“For the artist, the Divine Comedy represents a ‘theological’ allegory, where the literal level becomes a ‘beautiful lie’ conceived in order to convey a hidden truth. The historical characters that appear in Dante’s Inferno, Purgatorio, and Paradiso are realistically determined and they provide a figural interpretation of history. From this starting point, the artist feels justified in introducing the viewer to her own reading of the Divine Comedy, in which she investigates histories mirroring Dante’s Inferno from the perspective of contemporary Africa. The work is composed of two opposite video screens, splitting the audience’s point of view between them, as the perception of two narratives occurs simultaneously. The central focus is a looped conversation between Beatrice and Virgil, where the feminine and masculine voices are superimposed by Dante’s presence, a poetical presence that weaves the two narratives together. While Beatrice’s character is dressed in Maputo clothes, surrounded by curious artifacts that together combine to make a coloured plot based on the dynamics of presence/absence and life/death, Virgil becomes a guide to one of the cities of Zimbabwe. No longer a storyteller of the epic on Trojan Wars, the Virgil constructed by the artist narrates the wars of colonial and postcolonial Africa, where the archival footage of Zimbabwe’s liberation war becomes the base for the narrative.”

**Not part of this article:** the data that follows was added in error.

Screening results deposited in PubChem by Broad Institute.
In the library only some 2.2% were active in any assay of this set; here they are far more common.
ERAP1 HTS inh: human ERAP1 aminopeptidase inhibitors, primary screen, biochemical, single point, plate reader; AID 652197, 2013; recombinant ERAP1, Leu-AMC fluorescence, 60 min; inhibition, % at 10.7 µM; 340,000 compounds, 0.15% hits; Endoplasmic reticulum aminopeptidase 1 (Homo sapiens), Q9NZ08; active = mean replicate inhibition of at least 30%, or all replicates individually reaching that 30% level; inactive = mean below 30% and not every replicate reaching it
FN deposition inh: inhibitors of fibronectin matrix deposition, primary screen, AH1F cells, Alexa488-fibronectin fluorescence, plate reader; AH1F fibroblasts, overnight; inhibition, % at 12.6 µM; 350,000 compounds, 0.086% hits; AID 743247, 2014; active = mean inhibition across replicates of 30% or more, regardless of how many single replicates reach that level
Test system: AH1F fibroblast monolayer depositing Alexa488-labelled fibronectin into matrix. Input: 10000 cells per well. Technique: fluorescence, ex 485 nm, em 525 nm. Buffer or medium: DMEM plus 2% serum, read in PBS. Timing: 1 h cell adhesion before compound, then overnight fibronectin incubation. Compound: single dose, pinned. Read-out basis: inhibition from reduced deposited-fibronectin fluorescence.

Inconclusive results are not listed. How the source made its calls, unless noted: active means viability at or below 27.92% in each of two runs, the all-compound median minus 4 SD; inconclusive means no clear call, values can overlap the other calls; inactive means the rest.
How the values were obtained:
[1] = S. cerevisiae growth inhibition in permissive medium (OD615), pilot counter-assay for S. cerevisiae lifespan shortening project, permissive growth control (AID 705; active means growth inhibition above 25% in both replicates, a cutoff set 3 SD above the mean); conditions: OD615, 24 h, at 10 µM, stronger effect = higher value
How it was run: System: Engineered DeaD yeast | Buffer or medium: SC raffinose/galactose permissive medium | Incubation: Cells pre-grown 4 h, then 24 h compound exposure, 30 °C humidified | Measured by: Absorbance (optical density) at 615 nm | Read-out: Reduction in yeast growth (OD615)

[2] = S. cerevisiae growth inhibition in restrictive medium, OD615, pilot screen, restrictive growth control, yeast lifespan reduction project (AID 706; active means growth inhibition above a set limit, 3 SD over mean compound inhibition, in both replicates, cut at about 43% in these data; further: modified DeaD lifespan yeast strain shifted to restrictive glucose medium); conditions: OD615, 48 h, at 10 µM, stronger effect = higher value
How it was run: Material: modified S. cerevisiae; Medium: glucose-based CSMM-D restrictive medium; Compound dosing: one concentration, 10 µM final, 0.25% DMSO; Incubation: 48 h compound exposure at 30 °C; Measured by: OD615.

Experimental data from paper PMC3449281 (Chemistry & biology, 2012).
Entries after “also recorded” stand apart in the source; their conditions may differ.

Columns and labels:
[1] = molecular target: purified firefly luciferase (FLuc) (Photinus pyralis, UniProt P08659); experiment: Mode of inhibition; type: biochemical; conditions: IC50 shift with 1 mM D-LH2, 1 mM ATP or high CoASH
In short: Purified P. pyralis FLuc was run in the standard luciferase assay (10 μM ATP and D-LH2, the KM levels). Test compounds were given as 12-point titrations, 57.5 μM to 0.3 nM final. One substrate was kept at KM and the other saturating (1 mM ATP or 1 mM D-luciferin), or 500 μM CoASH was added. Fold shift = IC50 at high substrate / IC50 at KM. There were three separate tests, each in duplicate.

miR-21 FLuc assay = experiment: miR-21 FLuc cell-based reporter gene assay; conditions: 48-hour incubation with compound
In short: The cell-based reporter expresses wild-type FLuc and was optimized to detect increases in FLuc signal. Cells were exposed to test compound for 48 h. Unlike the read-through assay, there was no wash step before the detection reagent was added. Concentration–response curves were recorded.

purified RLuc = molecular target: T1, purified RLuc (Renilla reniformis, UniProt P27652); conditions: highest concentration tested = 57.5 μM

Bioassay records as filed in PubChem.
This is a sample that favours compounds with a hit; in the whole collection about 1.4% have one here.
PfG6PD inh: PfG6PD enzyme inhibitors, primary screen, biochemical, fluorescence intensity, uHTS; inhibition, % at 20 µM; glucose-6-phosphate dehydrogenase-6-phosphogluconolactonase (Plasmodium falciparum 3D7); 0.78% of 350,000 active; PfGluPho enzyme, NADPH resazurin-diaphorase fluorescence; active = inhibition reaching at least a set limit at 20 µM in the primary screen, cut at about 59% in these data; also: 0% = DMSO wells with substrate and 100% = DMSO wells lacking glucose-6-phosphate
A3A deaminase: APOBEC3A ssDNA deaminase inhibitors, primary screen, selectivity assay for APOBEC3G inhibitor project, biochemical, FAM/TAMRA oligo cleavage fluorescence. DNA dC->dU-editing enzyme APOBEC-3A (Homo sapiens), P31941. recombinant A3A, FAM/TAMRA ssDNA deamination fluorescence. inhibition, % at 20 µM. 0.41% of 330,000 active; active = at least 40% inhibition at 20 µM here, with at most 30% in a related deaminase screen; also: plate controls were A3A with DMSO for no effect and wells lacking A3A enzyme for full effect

From The Divine Comedy: Heaven, Purgatory, and Hell Revisited by Contemporary African Artists by Simon Njami.
For more on the Zimbabwean artist Berry Bickle, see Wikipedia.